Data released this week in the UK galvanised expectations that the MPC will undertake a 0.25% increase at its next meeting on 2 November, the first such increase in a decade. Both inflation and employment are exceeding the BoE’s expectations, with CPI and the unemployment rate at 3.00% and 4.3% respectively. With limited data releases between now and the next meeting, Wednesday’s GDP figures would have to be extremely disappointing to change policymakers’ minds. This is highly unlikely, however, with Q3 GDP expected to be 0.4% having been 0.3% in Q2 - bringing year-on-year growth to 1.6%.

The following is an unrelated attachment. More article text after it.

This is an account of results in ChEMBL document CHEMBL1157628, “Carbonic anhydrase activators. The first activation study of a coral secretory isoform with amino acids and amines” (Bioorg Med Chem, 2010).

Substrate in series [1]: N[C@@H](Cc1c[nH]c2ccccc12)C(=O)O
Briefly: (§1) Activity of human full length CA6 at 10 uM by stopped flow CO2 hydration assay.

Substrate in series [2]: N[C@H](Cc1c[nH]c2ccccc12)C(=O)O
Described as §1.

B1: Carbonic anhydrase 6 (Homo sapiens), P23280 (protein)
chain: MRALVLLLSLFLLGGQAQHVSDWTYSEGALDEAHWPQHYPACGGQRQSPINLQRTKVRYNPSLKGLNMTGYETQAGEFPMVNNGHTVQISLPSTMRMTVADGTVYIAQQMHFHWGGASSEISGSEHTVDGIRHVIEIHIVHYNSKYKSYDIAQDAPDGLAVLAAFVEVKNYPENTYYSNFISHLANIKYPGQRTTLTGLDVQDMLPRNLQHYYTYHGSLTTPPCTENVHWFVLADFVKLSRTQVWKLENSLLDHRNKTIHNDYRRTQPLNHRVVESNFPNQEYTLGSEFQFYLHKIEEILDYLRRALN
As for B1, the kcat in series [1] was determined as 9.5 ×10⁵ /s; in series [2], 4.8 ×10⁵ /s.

Despite economic data exceeding the BoE’s own projections, and there being real fears around consumer debt, November’s rate hike is likely to be a one-off for the time being, with further hikes unlikely until next summer at the earliest. Instead, the doves in the MPC will be keen to monitor the impact of its policy change. The inflation report that will be released at the same time will offer a greater insight into the MPC’s thinking, for whatever comfort that may hold; but we will also have one eye on the autumn budget in late November. In spite of promising public sector numbers to come this week, significant giveaways are not expected, although potential movements on the public sector pay cap could still eventually have a significant impact on real wage data. Coupled with real wage growth in the private sector, such a change could add to the calls for a hastening in the pace of the long-overdue normalisation of monetary policy.